Do the applicant(s) understand that some black/minority ethnic children, including those of mixed parentage, will have a negative black self‑image, and some will wish to deny their black identity altogether? How do the applicant(s) envisage tackling this problem? Do they appreciate the rejection/pain they may face from a child/young person in this situation?



Sexual abuse: Can the applicant(s) care for a child who may have been sexually abused? Is there any overtly sexual behaviour with which the applicant(s) could not deal? Have they considered the implications of such behaviour on other

children within the family? What reservations would they have in caring for a child born of an incestuous relationship?



Puberty/adolescence: What is the attitude of the applicant(s) to emerging sexuality/sexual development/sexual experimentation? How would they ensure appropriate sexual education? How would they support a young person who is lesbian or gay? What is their attitude to children and young people experimenting with alcohol, drugs and smoking and how do they think they would cope with this? What are the potential areas of difficulty they envisage for themselves and the child?



Health issues: What is their understanding of and capacity to deal with, the implications of health issues for the type of child who might be placed with them eg. uncertainty of his/her future development, acceptance, bereavement, confidentiality?



Physical impairment/learning difficulties: Can the applicant(s) parent a child with a physical impairment? If so, indicate what specific needs they feel able to meet. Is their accommodation suitable or will they require help to adapt it appropriately? What are the local resources for therapy and short‑term breaks? Can the applicant(s) parent a child with learning difficulties? Please define more clearly the level of difficulties they would be able to manage. Is their expectation that the child for whom they are caring will move on to independent living? Do they understand the implications of caring for a child who may not achieve independent living? What understanding do the applicant(s) have of the sexual needs of a young person with physical impairment/learning disabilities? What understanding do the applicant(s) have of the emotional needs of a young person with physical impairment/learning disabilities?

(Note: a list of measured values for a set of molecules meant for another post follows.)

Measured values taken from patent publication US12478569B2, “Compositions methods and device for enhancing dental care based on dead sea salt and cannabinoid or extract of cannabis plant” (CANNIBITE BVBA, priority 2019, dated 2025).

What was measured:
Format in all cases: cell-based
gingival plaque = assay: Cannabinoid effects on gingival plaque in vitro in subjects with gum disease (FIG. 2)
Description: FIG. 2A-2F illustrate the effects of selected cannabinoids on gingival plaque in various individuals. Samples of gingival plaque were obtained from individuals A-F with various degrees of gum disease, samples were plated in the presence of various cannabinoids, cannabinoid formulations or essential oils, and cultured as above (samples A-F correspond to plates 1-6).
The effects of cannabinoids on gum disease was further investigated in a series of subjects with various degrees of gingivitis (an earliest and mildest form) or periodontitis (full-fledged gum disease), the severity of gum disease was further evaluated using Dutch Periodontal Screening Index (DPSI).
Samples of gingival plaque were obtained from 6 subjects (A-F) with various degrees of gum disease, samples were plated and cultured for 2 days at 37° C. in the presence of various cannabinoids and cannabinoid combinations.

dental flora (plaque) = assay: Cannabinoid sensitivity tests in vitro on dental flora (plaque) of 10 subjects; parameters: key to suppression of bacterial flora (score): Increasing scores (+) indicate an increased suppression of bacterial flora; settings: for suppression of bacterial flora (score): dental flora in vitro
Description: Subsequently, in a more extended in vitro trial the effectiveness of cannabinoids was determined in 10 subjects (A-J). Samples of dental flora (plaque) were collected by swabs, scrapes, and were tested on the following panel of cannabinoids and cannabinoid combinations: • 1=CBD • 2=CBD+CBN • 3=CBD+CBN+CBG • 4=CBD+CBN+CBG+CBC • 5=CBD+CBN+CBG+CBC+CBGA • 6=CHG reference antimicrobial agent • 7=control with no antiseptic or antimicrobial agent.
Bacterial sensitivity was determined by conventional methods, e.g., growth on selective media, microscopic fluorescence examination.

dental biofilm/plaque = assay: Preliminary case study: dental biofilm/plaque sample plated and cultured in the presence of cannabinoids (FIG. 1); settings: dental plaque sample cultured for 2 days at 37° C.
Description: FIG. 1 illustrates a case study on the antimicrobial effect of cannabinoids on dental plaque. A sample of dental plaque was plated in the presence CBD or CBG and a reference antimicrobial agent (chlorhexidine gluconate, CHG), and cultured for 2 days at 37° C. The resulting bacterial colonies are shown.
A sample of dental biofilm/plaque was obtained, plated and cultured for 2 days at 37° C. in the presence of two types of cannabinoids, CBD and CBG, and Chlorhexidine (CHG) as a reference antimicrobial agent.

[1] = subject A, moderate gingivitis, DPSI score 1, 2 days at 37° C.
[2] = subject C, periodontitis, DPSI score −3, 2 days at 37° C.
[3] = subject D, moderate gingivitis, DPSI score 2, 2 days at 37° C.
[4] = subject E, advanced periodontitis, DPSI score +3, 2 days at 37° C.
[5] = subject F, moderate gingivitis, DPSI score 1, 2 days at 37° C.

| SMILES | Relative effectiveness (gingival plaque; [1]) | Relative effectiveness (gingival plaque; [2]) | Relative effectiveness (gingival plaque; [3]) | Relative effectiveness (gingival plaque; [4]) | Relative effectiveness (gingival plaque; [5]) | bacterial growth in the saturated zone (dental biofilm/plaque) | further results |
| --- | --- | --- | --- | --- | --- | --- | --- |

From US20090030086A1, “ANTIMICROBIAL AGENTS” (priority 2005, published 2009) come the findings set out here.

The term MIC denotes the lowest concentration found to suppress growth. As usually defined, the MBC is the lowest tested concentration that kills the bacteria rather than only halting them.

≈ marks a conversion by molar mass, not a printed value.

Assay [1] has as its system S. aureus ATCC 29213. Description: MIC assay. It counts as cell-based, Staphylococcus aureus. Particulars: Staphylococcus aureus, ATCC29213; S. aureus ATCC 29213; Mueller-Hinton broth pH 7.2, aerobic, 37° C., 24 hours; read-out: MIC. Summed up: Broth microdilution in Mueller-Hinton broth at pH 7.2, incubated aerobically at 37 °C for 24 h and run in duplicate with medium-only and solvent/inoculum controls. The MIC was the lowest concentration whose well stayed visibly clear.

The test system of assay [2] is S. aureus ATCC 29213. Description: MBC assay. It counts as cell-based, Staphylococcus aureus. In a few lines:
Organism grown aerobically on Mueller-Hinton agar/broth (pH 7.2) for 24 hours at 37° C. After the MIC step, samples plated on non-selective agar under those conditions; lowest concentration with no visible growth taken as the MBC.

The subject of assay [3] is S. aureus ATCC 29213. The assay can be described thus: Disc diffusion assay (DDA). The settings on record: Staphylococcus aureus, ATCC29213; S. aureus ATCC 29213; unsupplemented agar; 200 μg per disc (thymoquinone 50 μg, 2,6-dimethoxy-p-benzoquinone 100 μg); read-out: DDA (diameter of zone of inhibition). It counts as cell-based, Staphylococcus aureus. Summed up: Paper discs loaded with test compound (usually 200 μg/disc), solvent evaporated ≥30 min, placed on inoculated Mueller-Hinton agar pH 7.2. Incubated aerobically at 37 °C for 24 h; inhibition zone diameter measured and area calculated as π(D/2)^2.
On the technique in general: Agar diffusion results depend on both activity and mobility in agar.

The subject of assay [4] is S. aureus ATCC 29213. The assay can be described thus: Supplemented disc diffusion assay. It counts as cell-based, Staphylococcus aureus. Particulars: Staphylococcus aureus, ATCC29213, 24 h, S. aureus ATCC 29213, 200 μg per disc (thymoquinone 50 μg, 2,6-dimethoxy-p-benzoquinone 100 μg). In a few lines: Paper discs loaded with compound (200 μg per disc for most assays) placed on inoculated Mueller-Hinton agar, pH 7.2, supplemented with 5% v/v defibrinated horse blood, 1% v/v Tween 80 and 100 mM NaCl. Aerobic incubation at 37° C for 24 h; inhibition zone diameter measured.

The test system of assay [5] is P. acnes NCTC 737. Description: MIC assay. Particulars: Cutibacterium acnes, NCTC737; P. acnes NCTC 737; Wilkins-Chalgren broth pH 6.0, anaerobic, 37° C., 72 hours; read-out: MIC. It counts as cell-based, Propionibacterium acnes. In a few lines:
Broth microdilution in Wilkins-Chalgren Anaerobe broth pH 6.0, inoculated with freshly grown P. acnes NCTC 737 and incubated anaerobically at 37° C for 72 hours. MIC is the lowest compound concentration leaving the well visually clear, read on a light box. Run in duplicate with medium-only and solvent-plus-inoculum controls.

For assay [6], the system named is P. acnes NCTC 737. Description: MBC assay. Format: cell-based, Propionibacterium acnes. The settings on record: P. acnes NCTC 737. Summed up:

For baby adopters:Are they prepared for the possibility of a baby being placed with them directly at birth? What is their attitude to this and their understanding of the implications?



c) Links with birth family/people from the child's past: What is the applicant(s)' understanding of the social pressures contributing to children being "looked after". How far do they acknowledge the importance for a child of being able to understand his/her past and maintaining positive links from his/her past?


i) For all carers:

Will the applicant(s) be able to:

‑ Help a child in a positive way to make sense of her/his experience with her/his birth parents?

‑ Maintain a child's link with his/her birth family or significant others through the exchange of photographs and

letters on a short and long‑term basis and, if necessary, through promoting the development of specific

communication skills e.g. British Sign Language, braille?

-- Facilitate face‑to‑face contact, where appropriate, with birth family members and significant others?


ii) For short‑term foster carers:

Will the applicants be able to:

‑ Work with the parents and the agency towards rehabilitation or another placement?

‑ Understand why a child may be distressed after visits?

-- Be willing and/or able to offer visiting parents hospitality? Supervise contact of visiting parents on a regular basis?


Join today graphic

Adoption News

Why UK has low Inter country adoption numbers

Published - Mar 23, 2017

Nepal to begin process to ratify Hague Convention

Published - Mar 14, 2017